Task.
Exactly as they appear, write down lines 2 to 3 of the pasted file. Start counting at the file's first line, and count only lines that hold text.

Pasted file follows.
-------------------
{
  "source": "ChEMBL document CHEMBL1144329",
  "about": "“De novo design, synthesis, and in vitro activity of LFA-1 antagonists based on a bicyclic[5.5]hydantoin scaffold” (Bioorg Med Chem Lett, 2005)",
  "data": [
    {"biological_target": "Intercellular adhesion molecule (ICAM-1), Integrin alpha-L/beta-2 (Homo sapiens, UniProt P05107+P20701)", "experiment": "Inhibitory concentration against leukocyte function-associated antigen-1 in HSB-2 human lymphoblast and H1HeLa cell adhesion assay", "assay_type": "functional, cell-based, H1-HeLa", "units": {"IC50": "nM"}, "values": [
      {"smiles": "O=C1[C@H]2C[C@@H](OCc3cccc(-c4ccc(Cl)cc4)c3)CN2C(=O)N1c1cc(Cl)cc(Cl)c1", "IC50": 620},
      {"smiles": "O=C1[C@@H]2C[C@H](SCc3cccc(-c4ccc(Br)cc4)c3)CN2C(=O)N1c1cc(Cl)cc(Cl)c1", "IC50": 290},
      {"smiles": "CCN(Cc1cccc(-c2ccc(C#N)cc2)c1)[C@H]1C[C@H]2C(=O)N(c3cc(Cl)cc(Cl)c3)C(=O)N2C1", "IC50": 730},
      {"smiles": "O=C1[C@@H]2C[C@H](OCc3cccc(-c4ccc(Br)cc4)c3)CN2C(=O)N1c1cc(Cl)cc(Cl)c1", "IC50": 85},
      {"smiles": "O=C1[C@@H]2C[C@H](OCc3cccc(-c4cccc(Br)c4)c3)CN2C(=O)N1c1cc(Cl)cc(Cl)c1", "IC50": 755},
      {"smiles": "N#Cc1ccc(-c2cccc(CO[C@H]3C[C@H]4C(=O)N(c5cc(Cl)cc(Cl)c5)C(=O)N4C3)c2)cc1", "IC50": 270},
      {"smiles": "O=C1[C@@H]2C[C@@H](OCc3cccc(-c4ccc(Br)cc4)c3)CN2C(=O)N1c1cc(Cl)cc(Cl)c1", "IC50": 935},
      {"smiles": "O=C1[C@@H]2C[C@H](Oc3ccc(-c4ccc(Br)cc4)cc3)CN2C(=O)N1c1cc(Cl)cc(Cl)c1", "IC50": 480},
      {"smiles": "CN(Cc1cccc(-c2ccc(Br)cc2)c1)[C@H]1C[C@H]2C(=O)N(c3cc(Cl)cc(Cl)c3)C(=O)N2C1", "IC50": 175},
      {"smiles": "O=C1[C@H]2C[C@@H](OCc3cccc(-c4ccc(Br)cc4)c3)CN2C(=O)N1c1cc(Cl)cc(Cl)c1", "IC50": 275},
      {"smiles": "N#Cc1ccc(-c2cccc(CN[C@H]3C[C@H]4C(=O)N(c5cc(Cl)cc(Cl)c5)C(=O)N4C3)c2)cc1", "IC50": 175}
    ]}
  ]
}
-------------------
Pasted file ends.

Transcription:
  "source": "ChEMBL document CHEMBL1144329",
  "about": "“De novo design, synthesis, and in vitro activity of LFA-1 antagonists based on a bicyclic[5.5]hydantoin scaffold” (Bioorg Med Chem Lett, 2005)",